Now how would you like to make your own for around $50?!
I tend to be a visual thinker so took an old piece of cardboard and drew a sketch of the finished piece. I'd recommend doing the same so you have a reference to be sure your angles are cut correctly.
Do keep in mind that the angles given here will work for these measurements, giving you a finished X leg bench that is 17" square and 17" high. You can change the length of the bench from one X leg to the other without needing to make any angle changes but any shift in the width or the height of the bench will alter the angles needed to make everything fit together properly.
I like to make my first cuts using scrap wood and then lay them on top of my sketch to be sure I don't make mistakes and waste my nicer materials. I can't tell you how many times I've cut my angles going in the wrong direction and am always so much happier when that happens on scrap wood! When you're ready to get started, use a miter saw to make the following cuts:
- 1 1/2"x3/4" oak hardwood planks - cut one end at a 50º angle. Measure 9 1/2" from the pointed side and cut the other end at a 9º angle. Do this process eight times, giving you eight identically-cut pieces of wood.
- 1 1/2"x3/4" oak hardwood planks - cut one end at a 50º angle. Measure 19" from the pointed end and cut the other end at 50º as well. Do this process four times, giving you four identically-cut pieces of wood.
- 1 1/2"x3/4" oak hardwood planks - cut one end at a straight angle. Measure 17" and cut the other end at a straight angle as well. Do this process twice, giving you two identically-cut pieces of wood.
- 1 1/2"x1 1/2" oak hardwood plank - cut one end at a straight angle. Measure 14" and cut the other end at a straight angle as well. You only need one piece cut like this.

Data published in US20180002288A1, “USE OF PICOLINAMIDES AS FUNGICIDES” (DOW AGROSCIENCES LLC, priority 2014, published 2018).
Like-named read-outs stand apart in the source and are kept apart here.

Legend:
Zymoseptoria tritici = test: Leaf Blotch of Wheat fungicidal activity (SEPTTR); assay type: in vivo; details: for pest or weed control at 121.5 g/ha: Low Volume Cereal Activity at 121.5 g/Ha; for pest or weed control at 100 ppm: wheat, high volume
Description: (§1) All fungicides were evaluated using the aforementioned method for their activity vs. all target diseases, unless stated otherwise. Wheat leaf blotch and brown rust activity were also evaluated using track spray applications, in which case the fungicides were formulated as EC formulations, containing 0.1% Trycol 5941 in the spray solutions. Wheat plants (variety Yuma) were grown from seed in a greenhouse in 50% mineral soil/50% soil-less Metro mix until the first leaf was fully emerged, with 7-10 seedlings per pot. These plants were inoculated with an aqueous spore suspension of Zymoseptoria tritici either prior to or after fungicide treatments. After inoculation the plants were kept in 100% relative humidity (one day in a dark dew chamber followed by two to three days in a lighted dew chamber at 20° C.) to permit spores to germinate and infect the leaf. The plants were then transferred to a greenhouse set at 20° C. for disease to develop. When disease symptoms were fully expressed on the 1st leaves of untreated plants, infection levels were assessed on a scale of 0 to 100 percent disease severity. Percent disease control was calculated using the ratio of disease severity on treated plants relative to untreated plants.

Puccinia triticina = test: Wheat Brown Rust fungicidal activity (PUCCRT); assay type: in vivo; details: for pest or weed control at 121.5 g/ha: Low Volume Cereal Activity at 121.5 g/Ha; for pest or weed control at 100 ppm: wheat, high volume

Once the oak is all cut, use sandpaper or a pad sander to sand it down. Lay one of the 19" pieces on the ground. Lay one of the 9 1/2" pieces on top, lining up the ends, to determine which sides will be facing each other. Spread wood glue on the bottom side of the 9 1/2" inch piece and press into place on top of the 19" piece, fine tuning the positioning so all edges line up exactly.
Do this same thing with the other two 19" pieces and two more of the 9 1/2" pieces. Let the glue set up for 30-60 minutes, then carefully flip the glued X's over and follow the same process with the remaining four 9 1/2" pieces. Also add a dab of glue in the center notch where the two pieces fit together. Let the glue dry fully overnight. Once dry, hammer three 1 1/4" finishing nails down each length of the 9 1/2" pieces.
Lay one of the X's on the floor and put a dab of wood glue in the center. Position the 14" piece of oak in the center and let dry 30-60 minutes.
Place one of the 17" straight-cut pieces on top of one of the X legs and position so the ends are flush. Holding tightly, pre-drill small holes to make sure the screws go in straight and everything lines up. Drive a 1 1/2" wood screw through each pre-drilled hole, one on each end, then repeat on the other X leg.
The final step, after constructing and upholstering the top, is laying the assembled, covered seat upside down on the floor, carefully positioning the X base upside down on top of it, and pre-drilling a couple holes in the middle of each 17" piece, now attached to the X base. Drive a 1 1/2" wood screw through each hole, and repeat on the other side.
The two benches wound up being photographed for Better Homes and Gardens magazine with my sofa that I reupholstered - you can see the photo that was in the magazine HERE.
And here are a couple easy-to-pin graphics if you want to earmark the tutorials for making this x-bench for later!
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